June 22nd, 2016
The woman sitting in the motorized wheelchair drops her cell phone on the floor, to the side of the wheelchair. Nani, the yellow Labrador at her feet picks it up, walks around to the front of the chair, steps up onto the footrest, and places the phone back on the woman's lap.
The woman's left arm falls off the armrest. Nani puts her snout under the arm and places it back on the armrest.
Then, the woman clicks her tongue, making a sound like a gecko. The dog's ears prick up and it starts barking, louder and louder, until she gets a command to stop.
The woman is trainer Vanessa Vezuete at Assistance Dogs of Maui, and Nani is being readied for a life of service with a woman with ALS, a progressive neurodegenerative disease.
"Nani can save her owner's life," Vezuete says of the barking command. "If this client's breathing tube falls out, the only sound she can make is clicking. Nani is trained to bark until her husband comes in the room."
Each year, Assistance Dogs of Maui places eight to ten service dogs with owners around the state. This training is intensive; the puppies start training at two weeks old. It will take the dog 12 to 18 months to learn 90 basic commands (like turning on the light and opening the door) before being matched with a specific client.
"We spend significant time matching the animal to the person. We consider the person's gender, age, and how fast they walk," details Vezuete. "It's important to get it right because the owner so heavily relies on his or her dog for independence, convenience, and sometimes, survival."
After the dog and person are matched, more training takes place to customize the dog's skill set - as illustrated in the above example of Nani's preparation to live with an ALS patient.
With all this time and care dedicated to training a guide dog, many are surprised to hear that Assistance Dogs of Maui doesn't charge for the dog. It estimates the value of the dog at $25,000.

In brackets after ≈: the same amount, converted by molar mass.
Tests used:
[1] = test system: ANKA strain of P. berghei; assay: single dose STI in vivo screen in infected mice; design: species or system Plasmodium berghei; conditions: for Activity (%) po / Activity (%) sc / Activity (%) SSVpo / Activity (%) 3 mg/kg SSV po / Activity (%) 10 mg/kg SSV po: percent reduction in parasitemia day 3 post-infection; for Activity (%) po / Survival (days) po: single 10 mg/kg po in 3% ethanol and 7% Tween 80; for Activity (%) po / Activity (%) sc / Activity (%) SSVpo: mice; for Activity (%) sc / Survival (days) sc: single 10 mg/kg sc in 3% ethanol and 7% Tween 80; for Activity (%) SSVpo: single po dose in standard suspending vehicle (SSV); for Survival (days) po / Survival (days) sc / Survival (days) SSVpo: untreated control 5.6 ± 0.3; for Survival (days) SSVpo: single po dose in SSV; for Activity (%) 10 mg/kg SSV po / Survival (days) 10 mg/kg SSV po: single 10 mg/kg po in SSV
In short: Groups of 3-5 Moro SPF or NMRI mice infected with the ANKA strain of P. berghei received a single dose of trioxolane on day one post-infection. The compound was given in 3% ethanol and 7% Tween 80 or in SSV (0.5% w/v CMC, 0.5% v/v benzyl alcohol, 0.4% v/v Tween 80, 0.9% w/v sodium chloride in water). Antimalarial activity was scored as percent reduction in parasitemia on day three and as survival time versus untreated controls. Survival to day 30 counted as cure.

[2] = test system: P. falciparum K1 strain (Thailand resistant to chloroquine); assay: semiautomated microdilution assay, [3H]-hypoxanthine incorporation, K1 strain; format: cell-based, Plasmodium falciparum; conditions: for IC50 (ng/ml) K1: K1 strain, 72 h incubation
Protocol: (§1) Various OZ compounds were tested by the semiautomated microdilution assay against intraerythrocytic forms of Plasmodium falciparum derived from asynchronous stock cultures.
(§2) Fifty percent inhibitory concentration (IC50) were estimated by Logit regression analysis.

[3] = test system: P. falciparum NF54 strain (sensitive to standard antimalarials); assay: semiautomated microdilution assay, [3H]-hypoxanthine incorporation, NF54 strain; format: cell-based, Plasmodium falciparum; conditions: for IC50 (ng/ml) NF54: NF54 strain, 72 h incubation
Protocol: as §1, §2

Assistance Dogs of Hawaii has been helping people unleash their abilities since 2000, when Will and Maureen "Mo" Maurer founded the non-profit. It's known across the state - and actually, the world - for providing service dogs to children and adults, particularly for people with physical disabilities.
It's located on three acres in Kula, Maui. Mo is a whirlwind of energy, always pushing forward to see how she can make a difference in people's lives. In the last half of this year, she reveals, the program will be expanding to the Pacific Northwest: Washington, Oregon, and Idaho.
Furthermore, Assistance Dogs of Hawaii is working with the Rehabilitation Hospital of the Pacific on a groundbreaking study involving medical scent detection dogs. "Our dogs have been taught to detect the early stages of melanoma with extremely high accuracy," previews Mo. She tells me they're also working with Kapiolani Medical Center for Women & Children to train dogs to detect bacterial infections.
Just last month, many statewide news outlets including KHON2 shared the news of Ollie, a courthouse dog who joined the Kauai Office of the Prosecuting Attorney with Deputy Prosecutor Joanne Sheng as his handler. The Labrador Retriever provides emotional support for victims and witnesses in the courtroom. Ollie can offer support by resting his head on a person’s lap and putting his paw on their leg.